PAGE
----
Uncertain of which field of law.

<p>Hello! I have a question. I know for certain that I want to be a lawyer. The field in general seems fascinating and exciting to me. It truly opens many pathways such as business, politics, etc, etc. I am not in law school yet, but I am not sure of which FIELD of law that I would like to pursue(ie:trial lawyer, patent lawyer, litigator,) Does a prospective law student HAVE to know which field of law that he would like to pursue prior to attending law school? As I said before, I am not sure of which field of law to pursue, but was wondering if this is something that you find out while in law school. Goodness, does a graduating law student even know what they will do after graduating? Thanks!</p>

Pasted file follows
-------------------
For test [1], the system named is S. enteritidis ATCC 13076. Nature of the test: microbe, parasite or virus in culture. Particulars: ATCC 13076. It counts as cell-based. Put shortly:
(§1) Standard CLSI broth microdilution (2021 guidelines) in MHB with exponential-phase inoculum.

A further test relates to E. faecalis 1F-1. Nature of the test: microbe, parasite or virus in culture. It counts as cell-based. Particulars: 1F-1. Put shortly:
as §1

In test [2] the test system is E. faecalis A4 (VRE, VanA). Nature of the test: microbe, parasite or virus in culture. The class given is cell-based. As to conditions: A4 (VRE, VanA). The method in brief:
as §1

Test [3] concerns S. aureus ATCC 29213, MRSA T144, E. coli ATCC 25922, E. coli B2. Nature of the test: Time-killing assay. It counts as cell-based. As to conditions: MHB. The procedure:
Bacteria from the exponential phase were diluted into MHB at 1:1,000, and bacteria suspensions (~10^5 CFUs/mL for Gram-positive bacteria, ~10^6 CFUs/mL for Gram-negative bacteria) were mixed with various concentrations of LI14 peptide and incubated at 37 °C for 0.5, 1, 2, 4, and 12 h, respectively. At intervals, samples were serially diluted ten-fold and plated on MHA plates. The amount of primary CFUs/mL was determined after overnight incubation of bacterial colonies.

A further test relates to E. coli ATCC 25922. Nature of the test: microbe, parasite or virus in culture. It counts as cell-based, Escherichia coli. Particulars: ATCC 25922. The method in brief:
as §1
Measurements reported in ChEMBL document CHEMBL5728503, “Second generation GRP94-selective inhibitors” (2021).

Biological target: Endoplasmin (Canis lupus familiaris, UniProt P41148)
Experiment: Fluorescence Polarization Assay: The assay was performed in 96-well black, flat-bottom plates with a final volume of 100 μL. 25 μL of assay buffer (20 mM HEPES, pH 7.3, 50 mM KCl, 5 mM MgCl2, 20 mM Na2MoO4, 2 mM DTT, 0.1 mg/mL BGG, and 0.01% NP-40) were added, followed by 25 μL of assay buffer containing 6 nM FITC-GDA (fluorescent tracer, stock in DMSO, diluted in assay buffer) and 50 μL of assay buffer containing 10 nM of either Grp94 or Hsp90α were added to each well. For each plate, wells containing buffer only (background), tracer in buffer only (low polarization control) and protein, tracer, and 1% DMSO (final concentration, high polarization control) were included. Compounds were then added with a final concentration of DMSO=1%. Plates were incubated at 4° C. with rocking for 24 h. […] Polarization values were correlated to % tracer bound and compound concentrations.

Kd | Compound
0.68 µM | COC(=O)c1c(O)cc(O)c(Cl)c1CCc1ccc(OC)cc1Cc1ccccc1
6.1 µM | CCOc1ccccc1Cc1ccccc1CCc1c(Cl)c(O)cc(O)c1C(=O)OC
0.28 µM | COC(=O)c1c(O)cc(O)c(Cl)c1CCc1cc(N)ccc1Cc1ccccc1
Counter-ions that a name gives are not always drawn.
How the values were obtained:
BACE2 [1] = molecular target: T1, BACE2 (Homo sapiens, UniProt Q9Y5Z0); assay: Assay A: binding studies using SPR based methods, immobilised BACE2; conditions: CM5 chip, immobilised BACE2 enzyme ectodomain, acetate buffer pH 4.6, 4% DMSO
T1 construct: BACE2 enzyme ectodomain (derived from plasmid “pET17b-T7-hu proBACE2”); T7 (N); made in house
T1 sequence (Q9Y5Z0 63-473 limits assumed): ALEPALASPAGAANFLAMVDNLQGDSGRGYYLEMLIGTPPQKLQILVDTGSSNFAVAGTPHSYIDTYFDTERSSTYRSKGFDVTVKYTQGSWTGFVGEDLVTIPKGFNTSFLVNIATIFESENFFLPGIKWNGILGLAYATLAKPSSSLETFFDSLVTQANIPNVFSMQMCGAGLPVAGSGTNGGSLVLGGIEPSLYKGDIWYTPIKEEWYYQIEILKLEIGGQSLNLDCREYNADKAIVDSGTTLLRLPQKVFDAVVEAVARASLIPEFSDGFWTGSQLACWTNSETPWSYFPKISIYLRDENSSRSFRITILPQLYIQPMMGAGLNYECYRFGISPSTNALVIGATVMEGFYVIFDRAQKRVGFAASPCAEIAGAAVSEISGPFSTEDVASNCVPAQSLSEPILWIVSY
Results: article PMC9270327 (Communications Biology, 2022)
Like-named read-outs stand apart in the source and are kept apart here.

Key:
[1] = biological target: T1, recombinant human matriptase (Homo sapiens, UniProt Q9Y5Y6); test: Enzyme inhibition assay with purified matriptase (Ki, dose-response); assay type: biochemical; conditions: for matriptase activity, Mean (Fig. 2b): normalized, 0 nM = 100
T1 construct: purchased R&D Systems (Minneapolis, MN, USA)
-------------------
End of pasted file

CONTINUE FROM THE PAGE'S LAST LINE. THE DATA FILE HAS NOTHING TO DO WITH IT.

<p>I didn't have a clue when I graduated from law school what I would be doing five years later. I didn't have a clue five years after I graduated from law school what I would be doing now.</p>

<p>I think I have a clearer idea about what I will be doing five years from now. But it may well turn out that I'm as clueless today about the path my career will take as I was fifteen or twenty years ago.</p>

<p>You do not need to know an area of specialization before entering law school. In fact, law school is mainly designed not to be a time for specializing but instead learning core concepts, how to think like a lawyer, and gaining a good general background in a variety of legal areas. </p>

<p>Many lawyers end up specializing in an area of the law via serendipity. Out of law school, the lawyer joins a law firm as an associate. One day the associate happens to be the associate available for some immediate project in an area of the law that he knows nothing about and probably never thought of doing. He does well on the project and then is given more in the same area; before long he becomes the person in the firm who knows the most about that area and the go-to person for future matters in that area and his specialization is born.</p>